At first I thought a month without plastic was a lame idea, and true change needs a lifestyle adjustment not a short phase. I then remembered that it takes 21 days to form a new habit. If people can stop using throw away plastic for an entire month, then they would have formed some positive life & planet changing habits. So yeah, I’m all for a Plastic Free July.
An area of plastic and waste reduction that is often overlooked is personal care products. For example: toothbrushes are made of plastic, come in plastic packaging, then toothpaste (with plastic microbeads) is applied to the brush from a non recyclable partly plastic tube. I bet most peoples personal care is riddled with plastics, including cleansing, moisturising & hair removal. What’s the alternative? We can’t just walk around smelly, bad breathed and un-groomed for a month, well we could, but I think being labelled as a “dirty hippie” is the last thing we want to do if our message is to be taken seriously.
The following are some zero waste, totally free from disposable plastic replacements for every day personal care. Some of the items are definitely long term investments, but ultimately economical, more convenient, aesthetically pleasing and most importantly we’re not being a total dick to the natural environment. There are so many easy opportunities to make smarter choices, but for now I’m just going to talk about the top 6 easiest swaps for a plastic free July.
Comes entirely package free from the health food store or handmade from your local markets. If you pick the right one for you it will act as your face and body wash (some people even use it as a shampoo- but I’m not that hardcore, it makes my hair ratty). To the left of the soap is a home grown & entirely compostable loofah which I purchased from the local markets. Exfoliation and cleanliness with no plastic containers & no microbeads! Plus it’s way more space and cost effective.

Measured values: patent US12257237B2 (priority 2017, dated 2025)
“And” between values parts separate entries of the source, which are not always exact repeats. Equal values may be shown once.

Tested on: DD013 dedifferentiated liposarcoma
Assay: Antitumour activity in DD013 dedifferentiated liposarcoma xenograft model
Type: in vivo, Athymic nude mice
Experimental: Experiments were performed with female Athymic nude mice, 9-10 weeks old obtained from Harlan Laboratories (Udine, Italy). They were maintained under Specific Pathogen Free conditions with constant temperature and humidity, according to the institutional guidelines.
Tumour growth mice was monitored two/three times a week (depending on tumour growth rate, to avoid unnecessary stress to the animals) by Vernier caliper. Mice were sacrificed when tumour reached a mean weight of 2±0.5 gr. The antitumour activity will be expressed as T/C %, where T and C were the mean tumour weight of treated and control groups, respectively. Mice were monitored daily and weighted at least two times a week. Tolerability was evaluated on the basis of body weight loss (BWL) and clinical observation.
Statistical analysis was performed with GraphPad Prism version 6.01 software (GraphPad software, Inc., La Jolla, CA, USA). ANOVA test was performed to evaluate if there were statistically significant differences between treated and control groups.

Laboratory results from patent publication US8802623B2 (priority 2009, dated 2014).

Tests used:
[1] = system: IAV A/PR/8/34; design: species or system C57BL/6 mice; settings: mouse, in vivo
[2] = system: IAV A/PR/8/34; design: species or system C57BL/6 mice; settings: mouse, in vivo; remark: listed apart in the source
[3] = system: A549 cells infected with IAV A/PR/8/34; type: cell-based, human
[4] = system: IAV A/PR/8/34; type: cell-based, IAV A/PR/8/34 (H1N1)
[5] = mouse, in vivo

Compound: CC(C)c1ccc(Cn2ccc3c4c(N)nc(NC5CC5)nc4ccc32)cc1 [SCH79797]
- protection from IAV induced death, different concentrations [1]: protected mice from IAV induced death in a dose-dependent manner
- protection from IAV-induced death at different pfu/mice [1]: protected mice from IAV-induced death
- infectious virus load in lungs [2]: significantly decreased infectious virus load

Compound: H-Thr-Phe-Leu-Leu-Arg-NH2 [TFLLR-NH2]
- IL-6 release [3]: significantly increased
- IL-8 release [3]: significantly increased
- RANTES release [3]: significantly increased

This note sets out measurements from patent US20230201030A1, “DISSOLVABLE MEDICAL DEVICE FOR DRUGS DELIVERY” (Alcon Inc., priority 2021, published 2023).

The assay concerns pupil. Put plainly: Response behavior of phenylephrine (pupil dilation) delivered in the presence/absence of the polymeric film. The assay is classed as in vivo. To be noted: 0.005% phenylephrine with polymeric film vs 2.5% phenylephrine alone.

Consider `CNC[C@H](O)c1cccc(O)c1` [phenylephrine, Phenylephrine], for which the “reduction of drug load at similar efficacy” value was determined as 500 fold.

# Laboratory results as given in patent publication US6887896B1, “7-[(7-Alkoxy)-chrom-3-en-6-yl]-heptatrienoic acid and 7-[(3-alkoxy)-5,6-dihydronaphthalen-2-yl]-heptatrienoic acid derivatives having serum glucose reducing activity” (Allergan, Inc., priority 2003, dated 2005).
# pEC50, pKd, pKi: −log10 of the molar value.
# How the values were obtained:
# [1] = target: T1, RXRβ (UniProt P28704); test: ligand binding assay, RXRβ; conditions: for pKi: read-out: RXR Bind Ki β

Plastic toothbrushes are not recyclable, they’re used for three months, then get thrown “away” along with the plastic packaging they came in. By using a bamboo toothbrush, you’re supporting the use of sustainable materials, these comes in recyclable cardboard packaging, plus these can be composted. That said, I’ve also seen some awesome upcycling. All good health food stores will sell these, or buy in bulk directly from Brush with Bamboo.
It’s like a bar of soap, except it’s for your hair. Get it package free (don’t forget to bring your tin or jar), or with minimal cardboard packaging from health food stores.
Stainless Steel Safety Razors
If you’re not careless, and value this product this can last a lifetime. It’s super good looking compared to a packet of throw away plastic razors which are designed to be obsolete after only a short period of time. You can buy stainless steel safety razors off Amazon or ebay on the cheap, but if you want guaranteed quality and a brand that sources its materials ethically, click here.
This one is for the ladies: Used pads and tampons will go to landfill along with the 2-3 layers of (often plastic) packaging that comes with their purchase. A really practical alternative is the menstrual cup, which freaks people out, mostly because it’s something that we aren’t use to, but the taboo and weirdness around them needs to chill. The cups last for 5 years, I don’t need to keep paying a monthly fee to put bleached cotton in my vag.
100% Recycled toilet paperwith PAPER packaging
TP usually comes in soft plastic packaging, but there is TP that comes in paper packaging. Also consider reducing deforestation by only buying toilet paper made from 100% recycled materials, and have a look at the Wipe it Out campain.
From here on in I make products myself, including toothpaste, deodorant and moisturiser, and I will be posting recipes over time. DIY sounds intimidating, but it’s awesome because we can choose what our products smell like, decide the texture, they’re guaranteed to be entirely cruelty free (unless you’re a freak), we know exactly whats going onto our body and most importantly we don’t have to buy into disposable plastic (or any packaging for that matter)